June 12, 2017
Hearing the words “it is cancer” can be devastating. The word itself is frightening and it can stop anyone in their tracks. It was not that long ago that a cancer diagnosis was a death sentence as there were very few cures for the disease and it was not at all understood. Today, however, the prognosis for almost all types of cancers when caught in the early stages is excellent and there are even some caught in later stages that can be stopped. However, one of the keys to conquering cancer is staying strong, both mentally and physically. Yet, when undergoing treatment, strength is not always easy. These four tips can help you remain strong both mentally and physically so that you have a better chance of beating the illness.
You may think that it is impossible to put a positive twist on cancer, but that is exactly what many survivors say they were somehow able to do. For them, it gave them a new appreciation for life and a sense of empathy that only someone who has gone to the ends of the world could understand. Cancer makes you face mortality and it causes fear among your family and friends. What this means is that people draw closer to you while you start doing those things you have put off for so long. Putting on a positive face also calms those around you. If you are positive, they get the sense that everything will be just fine and are better able to support you when you need support. However, this may be easier said than done. To be positive, you have to truly believe in your optimism. For many, they are able to do that as they turn outward and lift up those around them. Some may even use techniques such as repeating affirmations and meditating.
One of the biggest mistakes people make when they are battling cancer is thinking that they can continue to do everything they did before their diagnosis. The fact is that radiation and chemotherapy are extremely hard on the body. Just know that you’re in good hands and that the medical experts around you are there to help you and they’ll do all that they can to get you through this. Not only that, but you can trust that they are educated. Your radiologist most likely went through a radiology program so that they can learn the skills necessary to help you—so listen to such professionals and let them help you.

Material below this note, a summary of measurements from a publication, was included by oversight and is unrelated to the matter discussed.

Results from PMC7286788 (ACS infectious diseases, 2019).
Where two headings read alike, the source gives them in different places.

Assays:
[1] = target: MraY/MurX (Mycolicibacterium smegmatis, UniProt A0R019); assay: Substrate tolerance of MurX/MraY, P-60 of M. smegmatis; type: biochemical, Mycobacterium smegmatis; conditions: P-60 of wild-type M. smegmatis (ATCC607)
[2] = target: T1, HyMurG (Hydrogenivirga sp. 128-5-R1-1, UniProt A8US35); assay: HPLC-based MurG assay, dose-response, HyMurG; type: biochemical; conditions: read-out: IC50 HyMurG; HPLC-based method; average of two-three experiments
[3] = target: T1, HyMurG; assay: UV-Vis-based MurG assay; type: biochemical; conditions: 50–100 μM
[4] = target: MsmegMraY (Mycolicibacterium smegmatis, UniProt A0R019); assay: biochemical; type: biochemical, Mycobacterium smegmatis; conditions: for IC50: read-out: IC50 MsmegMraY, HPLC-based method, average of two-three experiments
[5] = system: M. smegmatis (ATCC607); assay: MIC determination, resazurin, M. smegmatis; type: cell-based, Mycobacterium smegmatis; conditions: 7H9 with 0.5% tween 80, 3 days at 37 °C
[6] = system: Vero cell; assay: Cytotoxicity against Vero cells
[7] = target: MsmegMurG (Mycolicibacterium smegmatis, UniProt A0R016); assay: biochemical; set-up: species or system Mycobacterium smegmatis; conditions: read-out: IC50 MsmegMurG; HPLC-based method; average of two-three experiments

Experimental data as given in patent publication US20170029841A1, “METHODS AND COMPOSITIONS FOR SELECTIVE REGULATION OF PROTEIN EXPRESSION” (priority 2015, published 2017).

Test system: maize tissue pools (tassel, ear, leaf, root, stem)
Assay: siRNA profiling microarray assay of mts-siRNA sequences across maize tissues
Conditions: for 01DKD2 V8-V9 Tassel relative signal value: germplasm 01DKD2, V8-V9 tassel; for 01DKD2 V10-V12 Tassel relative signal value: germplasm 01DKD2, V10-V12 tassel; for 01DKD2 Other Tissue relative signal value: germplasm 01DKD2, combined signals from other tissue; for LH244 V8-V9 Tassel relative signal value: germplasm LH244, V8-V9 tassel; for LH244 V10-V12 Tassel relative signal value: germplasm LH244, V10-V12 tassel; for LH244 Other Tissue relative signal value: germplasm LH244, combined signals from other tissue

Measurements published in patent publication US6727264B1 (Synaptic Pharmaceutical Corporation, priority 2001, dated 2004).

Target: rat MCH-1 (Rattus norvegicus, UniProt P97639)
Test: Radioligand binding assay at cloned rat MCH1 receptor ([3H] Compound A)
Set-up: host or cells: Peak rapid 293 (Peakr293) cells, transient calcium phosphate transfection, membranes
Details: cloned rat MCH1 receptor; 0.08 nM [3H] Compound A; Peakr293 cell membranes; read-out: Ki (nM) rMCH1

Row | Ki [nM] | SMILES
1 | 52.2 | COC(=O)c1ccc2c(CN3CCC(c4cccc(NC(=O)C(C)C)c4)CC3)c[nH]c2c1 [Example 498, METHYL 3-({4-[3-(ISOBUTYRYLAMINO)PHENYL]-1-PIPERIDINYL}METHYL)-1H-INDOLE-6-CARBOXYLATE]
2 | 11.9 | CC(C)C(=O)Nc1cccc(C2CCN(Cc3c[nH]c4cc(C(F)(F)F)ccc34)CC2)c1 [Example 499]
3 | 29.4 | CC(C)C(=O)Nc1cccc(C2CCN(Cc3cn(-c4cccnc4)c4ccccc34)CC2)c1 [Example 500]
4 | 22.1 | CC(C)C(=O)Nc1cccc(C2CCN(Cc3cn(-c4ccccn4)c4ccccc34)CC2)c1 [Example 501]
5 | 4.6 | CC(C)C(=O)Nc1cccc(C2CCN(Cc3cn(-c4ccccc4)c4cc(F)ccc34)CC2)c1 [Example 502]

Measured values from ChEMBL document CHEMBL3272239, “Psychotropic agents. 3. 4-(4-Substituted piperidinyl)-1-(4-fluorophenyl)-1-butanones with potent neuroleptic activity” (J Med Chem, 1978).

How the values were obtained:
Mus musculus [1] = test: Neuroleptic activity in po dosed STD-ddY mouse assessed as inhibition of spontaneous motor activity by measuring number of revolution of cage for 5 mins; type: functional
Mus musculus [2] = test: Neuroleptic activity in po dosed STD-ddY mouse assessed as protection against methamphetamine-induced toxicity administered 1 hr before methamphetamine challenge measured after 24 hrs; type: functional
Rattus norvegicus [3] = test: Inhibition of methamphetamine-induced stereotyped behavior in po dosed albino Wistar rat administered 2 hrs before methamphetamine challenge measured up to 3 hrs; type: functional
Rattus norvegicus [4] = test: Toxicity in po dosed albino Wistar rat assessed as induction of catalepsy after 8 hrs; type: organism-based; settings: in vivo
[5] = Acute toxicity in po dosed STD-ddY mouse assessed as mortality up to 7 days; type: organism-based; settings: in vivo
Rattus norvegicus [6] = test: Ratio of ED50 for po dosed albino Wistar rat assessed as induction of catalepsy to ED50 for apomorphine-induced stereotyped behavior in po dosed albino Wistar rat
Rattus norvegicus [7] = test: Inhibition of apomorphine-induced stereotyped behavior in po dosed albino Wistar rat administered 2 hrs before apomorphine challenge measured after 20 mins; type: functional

Also, you should realize that needing to accept certain types of help may mean you cannot do everything you did before you entered treatment. You don’t have to be at every band practice and if you simply don’t have the energy to cook dinner, order take out and don’t feel guilty. Although keeping a sense of normalcy is important, there is nothing wrong with accepting help while you are undergoing treatment. It may be as simple as taking advantage of transportation networks offered by your local hospital rather than driving yourself to an appointment or asking a friend to do your grocery shopping for you. There is no shame in admitting you need assistance when you are literally fighting for your life.
When you are feeling like yourself, do the things you have always done in the same routine manner. If you volunteered at a local church once each week before your diagnosis, keep doing it afterward when you feel you are up to it. If you have a job, continue to work as much as you can to keep your life as normal as it was before you were diagnosed. There is no question that you will have to miss some of the things you used to do during treatment, but by keeping your routine as normal as possible, you can keep your mind mentally strong as you fight the illness.
Hearing from others who are going through the same things can be very cathartic. Many hospitals now offer support groups for people who are undergoing cancer treatment. There are also some that are specifically for diagnoses of certain types of cancer, such as prostate or breast cancer. Some of the groups are available at mobile clinics created by healthcare providers and many offer free transportation. It is a way to get ideas from people who are or have gone through exactly what you are going through, giving you the opportunity to learn tips, tricks and ideas that may help you cope as well.
If you’re the one who has been diagnosed with cancer, it is my sincere hope that the above tips will help you to stay stronger. If you know someone who has cancer and is struggling, then I hope that you will share with them at least one of the above tips and be there to support them as they go through this trial.